Take Me Out to the Yakyu

Take Me Out to the Yakyu

Book - 2013
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A little boy's grandfathers, one in America and one in Japan, teach him about baseball and its rich, varying cultural traditions.
Publisher: New York :, Atheneum Books for Young Readers,, [2013]
Edition: First edition
Description: 1 volume (unpaged) : color illustrations ; 23 x 27 cm
Copyright Date: ©2013
ISBN: 9781442441774
1442441771
Branch Call Number: je Mesh

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BCD2013 Jun 12, 2014

NYPL Staff Pick
Whether you call it baseball or yakyu, the fun of the game is the same. Join one boy as he enjoys a day at the diamond on opposite sides of the world. Which do you prefer to eat while watching, soba noodles or hot dogs?

JCLHilaryS Dec 21, 2013

My daughters and I found this book especially fun to read. We all enjoy baseball, but we also love to learn about Japan (we have family there). My girls love learning words in Japanese, besides the fun comparisons on each page of differences between Japan and America. The art is funky and and exciting.

ELIZABETH RAMSEY BIRD May 13, 2013

For sheer appeal, Meshon stands out. Basically what you have here is a book that is so amusing that the fact that it also happens to teach interesting facts is almost beside the point. Kids will gravitate to this book because the art looks like fun, the text is really amusing, and it’s about baseball. And if they happen to learn a ton about Japanese culture along the way? Bonus. A necessary purchase them. For sports fans and seekers of multicultural fare alike.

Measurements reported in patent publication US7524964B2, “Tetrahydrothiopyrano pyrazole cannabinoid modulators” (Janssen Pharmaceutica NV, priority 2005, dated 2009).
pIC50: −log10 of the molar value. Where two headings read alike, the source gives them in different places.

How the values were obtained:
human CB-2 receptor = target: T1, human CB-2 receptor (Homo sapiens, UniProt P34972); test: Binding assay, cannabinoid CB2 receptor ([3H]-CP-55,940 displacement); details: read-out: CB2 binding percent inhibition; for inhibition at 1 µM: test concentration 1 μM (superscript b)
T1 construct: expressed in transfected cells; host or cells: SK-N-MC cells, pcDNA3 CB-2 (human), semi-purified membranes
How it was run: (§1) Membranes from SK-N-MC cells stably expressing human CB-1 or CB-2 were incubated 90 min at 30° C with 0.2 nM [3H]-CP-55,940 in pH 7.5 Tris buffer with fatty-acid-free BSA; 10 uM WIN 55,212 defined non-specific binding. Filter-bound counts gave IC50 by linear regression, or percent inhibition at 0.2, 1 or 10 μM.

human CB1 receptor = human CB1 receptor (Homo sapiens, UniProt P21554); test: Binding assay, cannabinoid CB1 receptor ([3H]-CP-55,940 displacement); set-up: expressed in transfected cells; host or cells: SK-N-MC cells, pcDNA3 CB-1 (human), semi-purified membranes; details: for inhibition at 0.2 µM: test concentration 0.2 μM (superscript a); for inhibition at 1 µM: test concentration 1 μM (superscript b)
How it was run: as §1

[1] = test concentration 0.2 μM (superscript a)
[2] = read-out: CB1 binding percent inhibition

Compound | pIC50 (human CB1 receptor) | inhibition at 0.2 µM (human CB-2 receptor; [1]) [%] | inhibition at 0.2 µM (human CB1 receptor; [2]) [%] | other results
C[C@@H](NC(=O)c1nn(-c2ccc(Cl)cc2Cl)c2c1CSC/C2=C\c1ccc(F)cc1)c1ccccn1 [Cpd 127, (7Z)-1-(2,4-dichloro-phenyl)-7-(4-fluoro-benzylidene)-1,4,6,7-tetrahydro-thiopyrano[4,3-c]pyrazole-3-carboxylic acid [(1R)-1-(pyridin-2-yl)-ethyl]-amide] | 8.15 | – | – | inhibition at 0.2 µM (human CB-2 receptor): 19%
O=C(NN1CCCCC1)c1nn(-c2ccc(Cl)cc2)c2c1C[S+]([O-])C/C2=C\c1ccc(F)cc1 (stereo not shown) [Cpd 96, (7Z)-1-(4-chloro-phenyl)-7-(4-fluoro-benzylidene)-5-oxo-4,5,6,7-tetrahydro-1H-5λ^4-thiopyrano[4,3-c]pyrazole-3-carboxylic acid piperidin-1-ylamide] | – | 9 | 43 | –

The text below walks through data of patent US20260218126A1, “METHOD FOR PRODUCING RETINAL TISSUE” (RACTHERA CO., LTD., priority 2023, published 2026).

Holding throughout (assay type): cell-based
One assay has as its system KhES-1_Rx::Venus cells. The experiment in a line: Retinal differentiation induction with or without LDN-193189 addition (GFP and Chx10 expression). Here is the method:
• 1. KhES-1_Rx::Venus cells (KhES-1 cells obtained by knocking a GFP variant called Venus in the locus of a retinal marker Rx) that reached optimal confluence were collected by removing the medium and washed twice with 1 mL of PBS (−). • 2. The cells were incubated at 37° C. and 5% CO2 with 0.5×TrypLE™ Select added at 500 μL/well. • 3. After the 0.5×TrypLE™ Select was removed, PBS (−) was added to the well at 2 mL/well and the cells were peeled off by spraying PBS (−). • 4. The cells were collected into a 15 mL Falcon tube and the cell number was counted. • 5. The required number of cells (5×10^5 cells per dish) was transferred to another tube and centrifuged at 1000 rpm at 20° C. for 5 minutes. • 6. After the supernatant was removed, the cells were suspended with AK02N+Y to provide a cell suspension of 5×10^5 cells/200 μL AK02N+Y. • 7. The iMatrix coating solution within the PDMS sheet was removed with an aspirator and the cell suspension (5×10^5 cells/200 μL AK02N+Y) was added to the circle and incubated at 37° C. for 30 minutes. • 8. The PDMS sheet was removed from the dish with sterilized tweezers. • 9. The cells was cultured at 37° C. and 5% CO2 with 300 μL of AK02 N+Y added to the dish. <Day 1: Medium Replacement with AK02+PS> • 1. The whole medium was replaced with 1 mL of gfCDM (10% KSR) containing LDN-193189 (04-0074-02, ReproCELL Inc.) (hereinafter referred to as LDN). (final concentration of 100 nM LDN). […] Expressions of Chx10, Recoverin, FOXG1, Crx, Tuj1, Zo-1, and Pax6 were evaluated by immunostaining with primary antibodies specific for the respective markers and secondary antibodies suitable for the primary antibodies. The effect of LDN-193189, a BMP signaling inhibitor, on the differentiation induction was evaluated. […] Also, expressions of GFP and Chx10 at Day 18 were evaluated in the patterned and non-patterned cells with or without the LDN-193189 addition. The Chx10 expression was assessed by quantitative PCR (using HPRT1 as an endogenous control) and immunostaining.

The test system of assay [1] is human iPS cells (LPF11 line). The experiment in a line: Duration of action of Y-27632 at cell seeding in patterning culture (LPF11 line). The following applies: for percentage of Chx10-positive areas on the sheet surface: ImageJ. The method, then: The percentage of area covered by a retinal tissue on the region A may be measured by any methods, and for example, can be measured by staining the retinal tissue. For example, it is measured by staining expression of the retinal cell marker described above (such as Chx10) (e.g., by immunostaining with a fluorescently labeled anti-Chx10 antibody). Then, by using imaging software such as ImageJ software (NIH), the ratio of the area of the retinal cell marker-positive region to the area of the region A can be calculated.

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ELIZABETH RAMSEY BIRD May 13, 2013

ELIZABETH RAMSEY BIRD thinks this title is suitable for between the ages of 3 and 7

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ELIZABETH RAMSEY BIRD May 13, 2013

“I love baseball . . . in America . . . and in Japan.” The boy telling us this is a ruddy-cheeked cheery little dickens. In his left hand he holds the red jersey of a Japanese team. In his right, the blue of an American. He then leads us through what it’s like to attend a baseball game with his American pop pop in the States and his ji ji in Japan. Some differences are small. You might take a bus rather than a car to a game in Japan, or you might wear an oversized foam hand rather than toot a giant plastic horn in America. Some differences are fairly large. There’s the food, the different ways of tackling the seventh inning, and even what a fan might buy on their way out. At the heart of it all, though, is the fact that when it comes to baseball, there’s only one real way to close out the day. Lie down on your bed or your mat and think, “What a wonderful day!” A glossary of terms and an Author’s Note are included at the end.

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